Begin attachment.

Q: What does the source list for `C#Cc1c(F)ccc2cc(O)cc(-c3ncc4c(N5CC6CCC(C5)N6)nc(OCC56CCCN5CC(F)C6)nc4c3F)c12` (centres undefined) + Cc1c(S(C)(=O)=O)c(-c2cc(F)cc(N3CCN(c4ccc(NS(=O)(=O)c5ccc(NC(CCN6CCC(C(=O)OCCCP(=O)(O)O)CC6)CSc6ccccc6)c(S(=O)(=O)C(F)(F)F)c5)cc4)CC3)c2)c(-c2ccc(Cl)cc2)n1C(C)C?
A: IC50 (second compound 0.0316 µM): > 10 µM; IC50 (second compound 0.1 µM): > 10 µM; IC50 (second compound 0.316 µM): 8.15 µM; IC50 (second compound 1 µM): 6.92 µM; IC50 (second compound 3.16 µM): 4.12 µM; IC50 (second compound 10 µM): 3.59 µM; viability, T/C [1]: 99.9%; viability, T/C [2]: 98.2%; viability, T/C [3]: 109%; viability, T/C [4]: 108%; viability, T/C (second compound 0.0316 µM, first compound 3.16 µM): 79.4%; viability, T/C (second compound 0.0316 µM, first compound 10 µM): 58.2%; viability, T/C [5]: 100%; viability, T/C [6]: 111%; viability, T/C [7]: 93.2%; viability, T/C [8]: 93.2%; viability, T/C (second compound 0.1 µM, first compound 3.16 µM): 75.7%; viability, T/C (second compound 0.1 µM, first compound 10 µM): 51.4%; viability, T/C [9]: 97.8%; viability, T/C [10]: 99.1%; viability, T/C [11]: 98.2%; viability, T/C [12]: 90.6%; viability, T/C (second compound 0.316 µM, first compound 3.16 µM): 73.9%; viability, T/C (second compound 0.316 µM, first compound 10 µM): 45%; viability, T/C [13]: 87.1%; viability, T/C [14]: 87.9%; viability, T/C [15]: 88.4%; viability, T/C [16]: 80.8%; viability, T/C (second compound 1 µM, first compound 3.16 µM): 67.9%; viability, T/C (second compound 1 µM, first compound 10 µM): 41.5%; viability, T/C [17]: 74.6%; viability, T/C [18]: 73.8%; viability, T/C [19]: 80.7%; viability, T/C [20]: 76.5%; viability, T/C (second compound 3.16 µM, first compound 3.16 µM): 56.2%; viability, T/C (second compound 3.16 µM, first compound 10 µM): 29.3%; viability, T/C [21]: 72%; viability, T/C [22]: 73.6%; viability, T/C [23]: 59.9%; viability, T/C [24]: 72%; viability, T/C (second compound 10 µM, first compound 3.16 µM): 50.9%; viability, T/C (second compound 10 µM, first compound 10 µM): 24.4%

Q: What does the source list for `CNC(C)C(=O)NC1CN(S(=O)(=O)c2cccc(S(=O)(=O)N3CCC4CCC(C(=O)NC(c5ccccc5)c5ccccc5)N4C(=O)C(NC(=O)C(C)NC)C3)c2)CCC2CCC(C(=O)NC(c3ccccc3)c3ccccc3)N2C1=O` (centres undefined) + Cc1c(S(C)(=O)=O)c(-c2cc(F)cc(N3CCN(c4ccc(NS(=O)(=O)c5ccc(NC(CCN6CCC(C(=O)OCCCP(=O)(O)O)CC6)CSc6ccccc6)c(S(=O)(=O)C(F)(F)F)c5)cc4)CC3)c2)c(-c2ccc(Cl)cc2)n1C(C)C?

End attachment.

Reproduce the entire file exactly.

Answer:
Q: What does the source list for `C#Cc1c(F)ccc2cc(O)cc(-c3ncc4c(N5CC6CCC(C5)N6)nc(OCC56CCCN5CC(F)C6)nc4c3F)c12` (centres undefined) + Cc1c(S(C)(=O)=O)c(-c2cc(F)cc(N3CCN(c4ccc(NS(=O)(=O)c5ccc(NC(CCN6CCC(C(=O)OCCCP(=O)(O)O)CC6)CSc6ccccc6)c(S(=O)(=O)C(F)(F)F)c5)cc4)CC3)c2)c(-c2ccc(Cl)cc2)n1C(C)C?
A: IC50 (second compound 0.0316 µM): > 10 µM; IC50 (second compound 0.1 µM): > 10 µM; IC50 (second compound 0.316 µM): 8.15 µM; IC50 (second compound 1 µM): 6.92 µM; IC50 (second compound 3.16 µM): 4.12 µM; IC50 (second compound 10 µM): 3.59 µM; viability, T/C [1]: 99.9%; viability, T/C [2]: 98.2%; viability, T/C [3]: 109%; viability, T/C [4]: 108%; viability, T/C (second compound 0.0316 µM, first compound 3.16 µM): 79.4%; viability, T/C (second compound 0.0316 µM, first compound 10 µM): 58.2%; viability, T/C [5]: 100%; viability, T/C [6]: 111%; viability, T/C [7]: 93.2%; viability, T/C [8]: 93.2%; viability, T/C (second compound 0.1 µM, first compound 3.16 µM): 75.7%; viability, T/C (second compound 0.1 µM, first compound 10 µM): 51.4%; viability, T/C [9]: 97.8%; viability, T/C [10]: 99.1%; viability, T/C [11]: 98.2%; viability, T/C [12]: 90.6%; viability, T/C (second compound 0.316 µM, first compound 3.16 µM): 73.9%; viability, T/C (second compound 0.316 µM, first compound 10 µM): 45%; viability, T/C [13]: 87.1%; viability, T/C [14]: 87.9%; viability, T/C [15]: 88.4%; viability, T/C [16]: 80.8%; viability, T/C (second compound 1 µM, first compound 3.16 µM): 67.9%; viability, T/C (second compound 1 µM, first compound 10 µM): 41.5%; viability, T/C [17]: 74.6%; viability, T/C [18]: 73.8%; viability, T/C [19]: 80.7%; viability, T/C [20]: 76.5%; viability, T/C (second compound 3.16 µM, first compound 3.16 µM): 56.2%; viability, T/C (second compound 3.16 µM, first compound 10 µM): 29.3%; viability, T/C [21]: 72%; viability, T/C [22]: 73.6%; viability, T/C [23]: 59.9%; viability, T/C [24]: 72%; viability, T/C (second compound 10 µM, first compound 3.16 µM): 50.9%; viability, T/C (second compound 10 µM, first compound 10 µM): 24.4%

Q: What does the source list for `CNC(C)C(=O)NC1CN(S(=O)(=O)c2cccc(S(=O)(=O)N3CCC4CCC(C(=O)NC(c5ccccc5)c5ccccc5)N4C(=O)C(NC(=O)C(C)NC)C3)c2)CCC2CCC(C(=O)NC(c3ccccc3)c3ccccc3)N2C1=O` (centres undefined) + Cc1c(S(C)(=O)=O)c(-c2cc(F)cc(N3CCN(c4ccc(NS(=O)(=O)c5ccc(NC(CCN6CCC(C(=O)OCCCP(=O)(O)O)CC6)CSc6ccccc6)c(S(=O)(=O)C(F)(F)F)c5)cc4)CC3)c2)c(-c2ccc(Cl)cc2)n1C(C)C?